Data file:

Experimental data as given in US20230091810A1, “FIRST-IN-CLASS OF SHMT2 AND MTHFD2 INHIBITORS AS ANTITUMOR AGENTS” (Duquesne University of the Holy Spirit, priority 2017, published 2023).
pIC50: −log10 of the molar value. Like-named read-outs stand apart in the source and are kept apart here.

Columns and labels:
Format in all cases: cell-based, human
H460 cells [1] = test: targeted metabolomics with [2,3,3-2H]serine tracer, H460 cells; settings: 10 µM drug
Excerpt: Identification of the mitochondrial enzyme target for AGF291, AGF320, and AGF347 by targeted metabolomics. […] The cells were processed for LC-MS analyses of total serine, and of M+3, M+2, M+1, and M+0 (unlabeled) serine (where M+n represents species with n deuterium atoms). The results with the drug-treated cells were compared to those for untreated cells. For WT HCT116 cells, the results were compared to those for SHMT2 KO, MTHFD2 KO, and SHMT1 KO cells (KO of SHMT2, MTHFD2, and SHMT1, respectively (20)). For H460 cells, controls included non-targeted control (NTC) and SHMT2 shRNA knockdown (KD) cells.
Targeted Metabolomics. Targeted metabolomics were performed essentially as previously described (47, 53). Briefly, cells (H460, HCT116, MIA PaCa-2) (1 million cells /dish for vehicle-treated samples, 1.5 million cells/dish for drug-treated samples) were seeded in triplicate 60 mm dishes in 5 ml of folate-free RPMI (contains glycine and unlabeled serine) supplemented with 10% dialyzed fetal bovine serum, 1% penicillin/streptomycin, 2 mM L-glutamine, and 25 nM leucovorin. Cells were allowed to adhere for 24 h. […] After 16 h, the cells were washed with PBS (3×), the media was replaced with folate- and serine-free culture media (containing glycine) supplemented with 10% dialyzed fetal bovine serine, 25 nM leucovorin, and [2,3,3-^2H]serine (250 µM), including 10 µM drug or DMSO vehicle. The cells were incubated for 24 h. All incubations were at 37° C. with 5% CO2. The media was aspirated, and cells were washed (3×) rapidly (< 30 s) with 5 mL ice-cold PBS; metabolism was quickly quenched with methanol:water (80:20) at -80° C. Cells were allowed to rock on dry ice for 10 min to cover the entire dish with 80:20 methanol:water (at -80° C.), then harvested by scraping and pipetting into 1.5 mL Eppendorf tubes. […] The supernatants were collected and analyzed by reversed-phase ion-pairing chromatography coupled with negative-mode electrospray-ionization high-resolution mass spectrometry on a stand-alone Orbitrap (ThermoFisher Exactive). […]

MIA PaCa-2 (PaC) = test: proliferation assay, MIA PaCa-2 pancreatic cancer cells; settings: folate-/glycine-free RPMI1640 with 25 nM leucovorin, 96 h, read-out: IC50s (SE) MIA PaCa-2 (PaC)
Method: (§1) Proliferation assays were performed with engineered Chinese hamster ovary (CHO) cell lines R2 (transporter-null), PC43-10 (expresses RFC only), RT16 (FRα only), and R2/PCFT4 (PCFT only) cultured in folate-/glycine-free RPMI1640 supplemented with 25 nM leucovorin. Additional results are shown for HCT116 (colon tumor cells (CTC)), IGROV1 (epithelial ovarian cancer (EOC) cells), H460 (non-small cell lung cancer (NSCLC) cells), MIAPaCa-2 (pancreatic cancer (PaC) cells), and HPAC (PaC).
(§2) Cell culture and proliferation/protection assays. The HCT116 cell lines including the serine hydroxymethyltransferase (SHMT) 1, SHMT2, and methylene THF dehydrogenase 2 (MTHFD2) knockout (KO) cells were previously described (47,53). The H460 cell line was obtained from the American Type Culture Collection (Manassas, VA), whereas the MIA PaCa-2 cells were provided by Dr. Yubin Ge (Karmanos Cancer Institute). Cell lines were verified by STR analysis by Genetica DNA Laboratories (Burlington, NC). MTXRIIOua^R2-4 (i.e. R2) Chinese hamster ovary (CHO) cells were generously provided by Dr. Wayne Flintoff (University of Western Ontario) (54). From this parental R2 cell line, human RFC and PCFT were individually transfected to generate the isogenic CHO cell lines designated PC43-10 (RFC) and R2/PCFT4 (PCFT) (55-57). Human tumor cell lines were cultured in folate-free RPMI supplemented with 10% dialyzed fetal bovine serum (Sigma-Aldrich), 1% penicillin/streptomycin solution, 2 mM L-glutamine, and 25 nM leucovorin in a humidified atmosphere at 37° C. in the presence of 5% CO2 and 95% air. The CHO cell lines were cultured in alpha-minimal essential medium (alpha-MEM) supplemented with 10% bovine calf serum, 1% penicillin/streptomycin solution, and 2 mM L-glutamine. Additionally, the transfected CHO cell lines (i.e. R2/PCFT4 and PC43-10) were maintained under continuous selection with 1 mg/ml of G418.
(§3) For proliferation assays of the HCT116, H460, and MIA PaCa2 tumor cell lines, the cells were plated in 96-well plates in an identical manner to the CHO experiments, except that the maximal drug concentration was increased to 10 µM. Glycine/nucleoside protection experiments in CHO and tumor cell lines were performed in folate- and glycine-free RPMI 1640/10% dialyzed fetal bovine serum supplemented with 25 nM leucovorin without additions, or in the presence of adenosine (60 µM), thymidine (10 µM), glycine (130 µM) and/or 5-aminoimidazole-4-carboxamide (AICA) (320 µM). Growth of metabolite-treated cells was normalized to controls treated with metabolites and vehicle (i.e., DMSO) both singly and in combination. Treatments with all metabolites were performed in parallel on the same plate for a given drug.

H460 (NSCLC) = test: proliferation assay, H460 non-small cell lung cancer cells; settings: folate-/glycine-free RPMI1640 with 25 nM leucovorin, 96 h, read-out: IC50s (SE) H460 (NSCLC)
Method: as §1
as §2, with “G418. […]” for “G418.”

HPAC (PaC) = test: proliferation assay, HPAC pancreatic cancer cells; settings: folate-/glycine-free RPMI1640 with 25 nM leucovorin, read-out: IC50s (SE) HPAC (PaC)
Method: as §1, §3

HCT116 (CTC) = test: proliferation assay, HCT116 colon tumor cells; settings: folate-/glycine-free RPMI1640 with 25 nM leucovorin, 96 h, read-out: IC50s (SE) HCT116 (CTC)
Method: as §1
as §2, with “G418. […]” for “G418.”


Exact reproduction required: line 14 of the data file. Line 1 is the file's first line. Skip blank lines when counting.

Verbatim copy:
as §2, with “G418. […]” for “G418.”